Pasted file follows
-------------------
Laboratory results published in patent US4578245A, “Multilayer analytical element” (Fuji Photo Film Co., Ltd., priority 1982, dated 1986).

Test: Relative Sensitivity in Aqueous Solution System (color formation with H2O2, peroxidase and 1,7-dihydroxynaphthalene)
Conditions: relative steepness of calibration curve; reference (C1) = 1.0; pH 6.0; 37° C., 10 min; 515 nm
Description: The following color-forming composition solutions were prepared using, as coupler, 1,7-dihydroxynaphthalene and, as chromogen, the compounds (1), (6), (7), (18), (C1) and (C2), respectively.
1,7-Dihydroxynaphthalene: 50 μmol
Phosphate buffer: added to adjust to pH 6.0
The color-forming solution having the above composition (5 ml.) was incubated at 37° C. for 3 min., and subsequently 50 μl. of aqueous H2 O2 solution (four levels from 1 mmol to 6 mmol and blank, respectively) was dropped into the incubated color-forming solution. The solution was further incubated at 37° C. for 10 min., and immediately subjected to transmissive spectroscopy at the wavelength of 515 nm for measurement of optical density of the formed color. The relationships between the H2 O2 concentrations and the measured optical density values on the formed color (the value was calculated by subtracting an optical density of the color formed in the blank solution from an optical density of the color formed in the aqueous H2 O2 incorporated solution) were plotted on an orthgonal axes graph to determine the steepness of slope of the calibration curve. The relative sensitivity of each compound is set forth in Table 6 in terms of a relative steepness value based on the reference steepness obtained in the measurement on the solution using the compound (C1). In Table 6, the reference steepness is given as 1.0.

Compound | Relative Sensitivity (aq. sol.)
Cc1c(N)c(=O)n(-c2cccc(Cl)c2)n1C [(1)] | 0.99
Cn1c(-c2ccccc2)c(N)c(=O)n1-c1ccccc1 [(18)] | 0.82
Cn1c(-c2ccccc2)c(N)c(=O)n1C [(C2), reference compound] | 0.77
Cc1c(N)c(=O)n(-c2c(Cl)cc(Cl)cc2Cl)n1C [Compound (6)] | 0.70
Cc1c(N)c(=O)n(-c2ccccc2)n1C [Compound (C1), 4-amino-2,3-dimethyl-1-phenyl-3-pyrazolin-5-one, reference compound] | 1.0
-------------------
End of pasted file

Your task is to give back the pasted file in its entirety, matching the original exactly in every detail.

Laboratory results published in patent US4578245A, “Multilayer analytical element” (Fuji Photo Film Co., Ltd., priority 1982, dated 1986).

Test: Relative Sensitivity in Aqueous Solution System (color formation with H2O2, peroxidase and 1,7-dihydroxynaphthalene)
Conditions: relative steepness of calibration curve; reference (C1) = 1.0; pH 6.0; 37° C., 10 min; 515 nm
Description: The following color-forming composition solutions were prepared using, as coupler, 1,7-dihydroxynaphthalene and, as chromogen, the compounds (1), (6), (7), (18), (C1) and (C2), respectively.
1,7-Dihydroxynaphthalene: 50 μmol
Phosphate buffer: added to adjust to pH 6.0
The color-forming solution having the above composition (5 ml.) was incubated at 37° C. for 3 min., and subsequently 50 μl. of aqueous H2 O2 solution (four levels from 1 mmol to 6 mmol and blank, respectively) was dropped into the incubated color-forming solution. The solution was further incubated at 37° C. for 10 min., and immediately subjected to transmissive spectroscopy at the wavelength of 515 nm for measurement of optical density of the formed color. The relationships between the H2 O2 concentrations and the measured optical density values on the formed color (the value was calculated by subtracting an optical density of the color formed in the blank solution from an optical density of the color formed in the aqueous H2 O2 incorporated solution) were plotted on an orthgonal axes graph to determine the steepness of slope of the calibration curve. The relative sensitivity of each compound is set forth in Table 6 in terms of a relative steepness value based on the reference steepness obtained in the measurement on the solution using the compound (C1). In Table 6, the reference steepness is given as 1.0.

Compound | Relative Sensitivity (aq. sol.)
Cc1c(N)c(=O)n(-c2cccc(Cl)c2)n1C [(1)] | 0.99
Cn1c(-c2ccccc2)c(N)c(=O)n1-c1ccccc1 [(18)] | 0.82
Cn1c(-c2ccccc2)c(N)c(=O)n1C [(C2), reference compound] | 0.77
Cc1c(N)c(=O)n(-c2c(Cl)cc(Cl)cc2Cl)n1C [Compound (6)] | 0.70
Cc1c(N)c(=O)n(-c2ccccc2)n1C [Compound (C1), 4-amino-2,3-dimethyl-1-phenyl-3-pyrazolin-5-one, reference compound] | 1.0